April 22nd, 2019

The Global Breakfast Boom

Posted in Consumer Trends, Food Trends

Breakfast is Back!

Global Breakfast

Breakfast is the most important meal of the day. At least that’s what our mom always told us, right? Who’s to know if it really is the most important, but thanks to the rise is global flavor trends, it just might be the most delicious.

Datassential reports that breakfast currently ranks in the 94th percentile for future growth. This means that breakfast is predicted to beat out 94% of all other foods, beverages, and ingredients over the next 4 years. This illustrates a great opportunity to capitalize on the love of breakfast in conjunction with the rise in global flavors.

Global Breakfast

Indian

Indian Breakfast

Photo courtesy of BBC.com

Many restaurants have already jumped on this hype train. At Rooh Progressive Indian Restaurant in San Francisco, you can find a bevy of unique Indian/American mashups on their brunch menu. The Masala omelet frittata, for example, is made with a creamy masala sauce, red chili paste, and house made cilantro oil. The Kashmiri duck kulcha (a type of Indian flatbread) combines savory duck and bacon with a savory chili chutney sweetened with apricot.

Mexican

Mexican Breakfast

Modern Mexican fare has moved beyond the classic breakfast burrito. In Austin, TX, the land of the breakfast taco, Manuel’s Regional Mexican Cooking offers a brunch specialty called Torta de Papa. These are potato and corn masa cakes stuffed with black beans, venison chorizo, and smothered with a roasted pasilla chile sauce. The specific call-out to pasilla chiles also aligns with the Specifically Spicy trend we discussed in the New Hot Sauces blog.

You could also go all in on the Sopa Con Huevo Estrellado. This is a grilled masa boat filled with black bean paste, an over easy egg, queso fresco, and a smoky chile de arbol sauce.

Others

Peruvian food continues to hold strong interest nationwide as well. At Llama in Brooklyn, you can grab one heck of a unique brunch. The Tacu Tacu plate is made with fresh pork sausage, a fried egg, creamy avocado, and a dousing of spicy adobo sauce.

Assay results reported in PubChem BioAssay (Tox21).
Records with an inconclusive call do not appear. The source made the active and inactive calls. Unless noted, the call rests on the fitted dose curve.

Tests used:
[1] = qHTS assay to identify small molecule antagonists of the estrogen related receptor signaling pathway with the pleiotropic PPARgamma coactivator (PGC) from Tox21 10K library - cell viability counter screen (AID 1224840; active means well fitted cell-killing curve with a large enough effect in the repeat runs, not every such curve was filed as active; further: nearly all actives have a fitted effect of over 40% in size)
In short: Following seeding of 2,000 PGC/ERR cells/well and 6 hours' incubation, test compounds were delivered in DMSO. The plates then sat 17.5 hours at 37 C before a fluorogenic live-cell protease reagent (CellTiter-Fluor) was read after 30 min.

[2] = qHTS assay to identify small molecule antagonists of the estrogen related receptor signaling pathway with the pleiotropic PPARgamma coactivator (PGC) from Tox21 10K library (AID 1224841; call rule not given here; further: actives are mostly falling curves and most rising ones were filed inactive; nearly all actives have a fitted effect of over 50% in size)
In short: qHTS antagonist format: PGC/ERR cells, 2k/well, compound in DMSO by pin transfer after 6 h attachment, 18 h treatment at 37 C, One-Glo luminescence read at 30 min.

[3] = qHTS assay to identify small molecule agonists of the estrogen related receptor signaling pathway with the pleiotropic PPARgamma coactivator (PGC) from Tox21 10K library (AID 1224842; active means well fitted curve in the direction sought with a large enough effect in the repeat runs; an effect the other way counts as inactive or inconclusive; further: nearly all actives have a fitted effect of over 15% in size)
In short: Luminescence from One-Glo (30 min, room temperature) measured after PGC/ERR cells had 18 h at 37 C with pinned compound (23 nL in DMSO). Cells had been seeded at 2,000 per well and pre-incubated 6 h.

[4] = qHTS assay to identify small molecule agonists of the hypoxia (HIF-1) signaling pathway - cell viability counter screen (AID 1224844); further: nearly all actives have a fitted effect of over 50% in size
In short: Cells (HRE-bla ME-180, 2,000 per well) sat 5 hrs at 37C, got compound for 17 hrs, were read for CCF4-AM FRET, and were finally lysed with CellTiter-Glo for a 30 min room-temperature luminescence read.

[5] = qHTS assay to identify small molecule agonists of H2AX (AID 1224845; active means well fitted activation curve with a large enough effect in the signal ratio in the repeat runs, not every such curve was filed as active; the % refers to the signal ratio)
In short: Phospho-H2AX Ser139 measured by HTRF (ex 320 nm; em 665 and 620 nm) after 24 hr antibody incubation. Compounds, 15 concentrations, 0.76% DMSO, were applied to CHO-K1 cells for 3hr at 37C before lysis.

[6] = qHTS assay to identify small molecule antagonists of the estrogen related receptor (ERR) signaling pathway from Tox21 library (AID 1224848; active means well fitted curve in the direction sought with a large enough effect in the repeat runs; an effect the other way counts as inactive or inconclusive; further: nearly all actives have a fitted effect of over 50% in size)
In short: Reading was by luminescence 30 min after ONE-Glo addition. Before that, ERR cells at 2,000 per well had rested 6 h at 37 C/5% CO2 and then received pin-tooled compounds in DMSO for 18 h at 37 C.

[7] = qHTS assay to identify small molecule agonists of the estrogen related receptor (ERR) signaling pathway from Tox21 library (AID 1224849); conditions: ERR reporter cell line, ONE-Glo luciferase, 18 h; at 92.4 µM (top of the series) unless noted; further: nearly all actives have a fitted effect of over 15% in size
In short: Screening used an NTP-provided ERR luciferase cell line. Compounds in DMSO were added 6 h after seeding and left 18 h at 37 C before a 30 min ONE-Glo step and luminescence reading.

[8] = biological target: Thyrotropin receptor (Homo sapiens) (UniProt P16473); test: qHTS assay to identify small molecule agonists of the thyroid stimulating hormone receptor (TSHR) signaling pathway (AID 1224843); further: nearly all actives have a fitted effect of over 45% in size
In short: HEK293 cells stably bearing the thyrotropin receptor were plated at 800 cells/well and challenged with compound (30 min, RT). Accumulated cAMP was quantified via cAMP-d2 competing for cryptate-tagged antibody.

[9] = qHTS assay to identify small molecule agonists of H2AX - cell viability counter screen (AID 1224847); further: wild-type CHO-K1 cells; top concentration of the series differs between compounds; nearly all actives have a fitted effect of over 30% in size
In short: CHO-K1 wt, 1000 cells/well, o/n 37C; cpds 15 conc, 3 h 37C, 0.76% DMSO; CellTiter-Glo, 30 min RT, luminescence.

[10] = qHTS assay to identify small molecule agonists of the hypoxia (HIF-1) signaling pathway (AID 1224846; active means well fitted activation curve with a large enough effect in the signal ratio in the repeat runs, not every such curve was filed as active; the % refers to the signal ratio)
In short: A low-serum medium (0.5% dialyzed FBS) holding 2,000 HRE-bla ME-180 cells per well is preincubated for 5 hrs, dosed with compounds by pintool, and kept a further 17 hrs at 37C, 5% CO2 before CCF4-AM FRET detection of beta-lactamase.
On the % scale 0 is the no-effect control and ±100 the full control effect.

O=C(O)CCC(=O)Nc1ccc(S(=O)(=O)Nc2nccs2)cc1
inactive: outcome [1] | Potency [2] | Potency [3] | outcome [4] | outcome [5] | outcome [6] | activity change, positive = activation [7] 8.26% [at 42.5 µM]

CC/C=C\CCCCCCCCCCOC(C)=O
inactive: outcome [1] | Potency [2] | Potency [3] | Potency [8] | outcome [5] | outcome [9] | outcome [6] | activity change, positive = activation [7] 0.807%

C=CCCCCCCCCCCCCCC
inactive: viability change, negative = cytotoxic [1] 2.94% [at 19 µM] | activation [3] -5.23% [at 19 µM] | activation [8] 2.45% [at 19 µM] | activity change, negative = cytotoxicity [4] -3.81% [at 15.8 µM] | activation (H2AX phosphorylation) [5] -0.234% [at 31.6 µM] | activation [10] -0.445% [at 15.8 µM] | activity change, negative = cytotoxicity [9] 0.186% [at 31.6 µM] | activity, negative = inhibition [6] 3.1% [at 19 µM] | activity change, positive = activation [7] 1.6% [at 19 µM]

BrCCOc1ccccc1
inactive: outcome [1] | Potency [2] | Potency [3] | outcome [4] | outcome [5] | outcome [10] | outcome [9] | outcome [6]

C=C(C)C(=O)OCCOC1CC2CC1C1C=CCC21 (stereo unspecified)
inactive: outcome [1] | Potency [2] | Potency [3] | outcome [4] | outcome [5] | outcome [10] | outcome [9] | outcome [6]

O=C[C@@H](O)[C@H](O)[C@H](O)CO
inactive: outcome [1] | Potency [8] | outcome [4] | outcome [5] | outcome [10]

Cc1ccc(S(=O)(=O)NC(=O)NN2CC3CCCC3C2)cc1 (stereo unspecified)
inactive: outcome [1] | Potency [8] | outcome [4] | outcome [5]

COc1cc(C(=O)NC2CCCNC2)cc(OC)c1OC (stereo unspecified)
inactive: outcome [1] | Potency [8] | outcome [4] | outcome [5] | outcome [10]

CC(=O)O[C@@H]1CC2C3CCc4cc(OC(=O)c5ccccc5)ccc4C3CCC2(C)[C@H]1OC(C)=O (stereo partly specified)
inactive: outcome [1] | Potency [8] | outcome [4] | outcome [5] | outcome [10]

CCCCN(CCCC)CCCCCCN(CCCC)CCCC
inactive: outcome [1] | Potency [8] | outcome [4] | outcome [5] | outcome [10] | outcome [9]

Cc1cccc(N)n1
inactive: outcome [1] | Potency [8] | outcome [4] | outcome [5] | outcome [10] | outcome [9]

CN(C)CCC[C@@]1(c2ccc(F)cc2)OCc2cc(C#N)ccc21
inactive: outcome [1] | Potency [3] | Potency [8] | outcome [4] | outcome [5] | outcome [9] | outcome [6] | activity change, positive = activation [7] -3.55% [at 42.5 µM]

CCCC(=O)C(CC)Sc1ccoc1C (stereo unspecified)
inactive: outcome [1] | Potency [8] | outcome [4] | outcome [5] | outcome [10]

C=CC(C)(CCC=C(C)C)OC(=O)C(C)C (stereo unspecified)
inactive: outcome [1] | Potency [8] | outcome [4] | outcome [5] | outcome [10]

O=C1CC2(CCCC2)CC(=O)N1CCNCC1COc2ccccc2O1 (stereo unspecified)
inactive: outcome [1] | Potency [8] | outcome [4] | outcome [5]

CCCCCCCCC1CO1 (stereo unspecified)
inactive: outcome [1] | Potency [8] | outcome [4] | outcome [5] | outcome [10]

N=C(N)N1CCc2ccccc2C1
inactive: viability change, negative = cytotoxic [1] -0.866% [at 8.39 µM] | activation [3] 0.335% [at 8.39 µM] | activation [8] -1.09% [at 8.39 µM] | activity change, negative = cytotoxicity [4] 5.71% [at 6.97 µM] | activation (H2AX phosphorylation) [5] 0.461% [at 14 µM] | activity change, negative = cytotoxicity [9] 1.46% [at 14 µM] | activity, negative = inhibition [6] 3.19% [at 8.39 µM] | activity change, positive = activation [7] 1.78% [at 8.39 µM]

Global Breakfast

Photo courtesy of oliveandfincheatery.com

On the Asian side of things, you can try the Japanese style breakfast bento box at The Lobster Club in New York City. It combines a shiitake scramble with rice, savory miso soup, and a strip of teriyaki glazed salmon.

And don’t forget about shakshuka. This stewed pepper, tomato, and onion dish seasoned with harissa is quickly becoming a staple menu item across the U.S. Just check out Denver based Olive & Finch. Their shakshuka served in a mini cast-iron skillet is driving both excitement and sales within the local community.

Beat the Competition

And yes, that is an egg pun. But seriously, with the projected popularity of breakfast, be sure to set yourself apart from competitors with unique, global breakfast offerings. This is much easier than it seems with the use of flavorful sauces like harissa, gochujang, and Indian red curry. A simple way to take your breakfast global!

Cheers!

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July 24th, 2017

Mole 101

Posted in Recipes, Trends

Mole Andale!

Red Mole

Anyone familiar with traditional Mexican cuisine is by extension familiar with mole; a rich, incredibly complex, savory chile and chocolate sauce.

With hundreds of published mole variations, and thousands more living in the heads of Abuelas world wide, saying you’ve tried them all is like saying you’ve counted all the fish in the sea… highly unlikely. However, I’d certainly be up for that challenge.

Mexican mole

With all these variations, though, the base ingredients remain similar: Chiles, nuts, bread, and chocolate. It’s not unheard of for a mole to carry up to 30 ingredients and require a slow cooking process over the course of many days.

The ingredients are prepared in various ways (grilled, toasted, burnt, etc.), milled together, and stewed to release a deep, complex flavor. Rich in herbs and spices, moles pair wonderfully with anything from starchy vegetables, bananas, and grains, to chicken, beef, and delicate seafood. Chocolate mole

The word mole stems from the Nahuatl word “milli,” meaning sauce or concoction. Therefore, saying “mole sauce” is the literary equivalent of saying “table mesa,” or “free gift.” It’s redundant, so don’t. Unless of course it’s a proper noun, then do as you must.

The origins of mole are argued, but generally split between the legend of the panicked nuns or Cortez’s Aztec banquet. Having no skin in the game, I’ll let you pick which makes more sense.

For a library of excellent mole recipes, I suggest checking in with Rick Bayless or Zarela Martinez. They offer some amazing moles of both the quick(ish) and methodical varieties.

Now go eat some mole!

Salud!

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